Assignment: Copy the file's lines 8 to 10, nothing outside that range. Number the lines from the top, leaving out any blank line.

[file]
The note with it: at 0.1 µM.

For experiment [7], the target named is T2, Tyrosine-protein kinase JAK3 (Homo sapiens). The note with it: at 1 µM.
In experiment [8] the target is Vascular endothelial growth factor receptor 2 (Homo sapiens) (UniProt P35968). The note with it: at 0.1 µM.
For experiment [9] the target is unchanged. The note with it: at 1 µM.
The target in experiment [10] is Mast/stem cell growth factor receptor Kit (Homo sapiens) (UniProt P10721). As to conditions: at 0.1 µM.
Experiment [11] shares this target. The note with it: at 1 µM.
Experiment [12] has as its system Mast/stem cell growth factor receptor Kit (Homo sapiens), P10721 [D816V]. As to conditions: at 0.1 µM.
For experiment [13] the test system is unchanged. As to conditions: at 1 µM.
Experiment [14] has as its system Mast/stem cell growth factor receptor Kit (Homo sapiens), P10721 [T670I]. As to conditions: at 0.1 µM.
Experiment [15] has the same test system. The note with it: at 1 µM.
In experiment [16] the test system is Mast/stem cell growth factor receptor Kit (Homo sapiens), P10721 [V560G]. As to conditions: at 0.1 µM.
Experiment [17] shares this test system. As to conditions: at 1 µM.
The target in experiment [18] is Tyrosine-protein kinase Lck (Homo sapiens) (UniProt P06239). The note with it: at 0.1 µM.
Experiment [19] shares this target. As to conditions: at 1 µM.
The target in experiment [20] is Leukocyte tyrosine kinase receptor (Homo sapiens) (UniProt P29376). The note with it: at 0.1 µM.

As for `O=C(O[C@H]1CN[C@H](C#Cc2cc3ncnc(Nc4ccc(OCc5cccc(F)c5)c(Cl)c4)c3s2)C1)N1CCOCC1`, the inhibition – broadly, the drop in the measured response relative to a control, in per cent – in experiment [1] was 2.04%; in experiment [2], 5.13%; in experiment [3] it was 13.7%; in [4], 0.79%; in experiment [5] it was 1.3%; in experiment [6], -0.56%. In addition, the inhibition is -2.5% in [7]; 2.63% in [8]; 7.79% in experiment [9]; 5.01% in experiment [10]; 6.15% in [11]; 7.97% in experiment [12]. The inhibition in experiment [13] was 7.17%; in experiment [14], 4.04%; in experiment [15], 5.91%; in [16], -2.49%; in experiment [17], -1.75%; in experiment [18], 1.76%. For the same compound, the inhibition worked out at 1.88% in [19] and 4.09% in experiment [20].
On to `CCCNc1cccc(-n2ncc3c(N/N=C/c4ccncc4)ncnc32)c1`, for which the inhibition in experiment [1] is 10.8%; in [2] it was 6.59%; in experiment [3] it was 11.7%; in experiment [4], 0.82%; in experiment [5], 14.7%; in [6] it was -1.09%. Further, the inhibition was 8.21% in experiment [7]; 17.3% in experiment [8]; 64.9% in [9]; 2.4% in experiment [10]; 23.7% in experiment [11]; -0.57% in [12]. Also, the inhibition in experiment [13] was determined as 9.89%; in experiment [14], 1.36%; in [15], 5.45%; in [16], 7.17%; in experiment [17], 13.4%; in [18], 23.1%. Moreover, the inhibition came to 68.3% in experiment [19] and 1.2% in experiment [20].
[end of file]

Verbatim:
For experiment [13] the test system is unchanged. As to conditions: at 1 µM.
Experiment [14] has as its system Mast/stem cell growth factor receptor Kit (Homo sapiens), P10721 [T670I]. As to conditions: at 0.1 µM.
Experiment [15] has the same test system. The note with it: at 1 µM.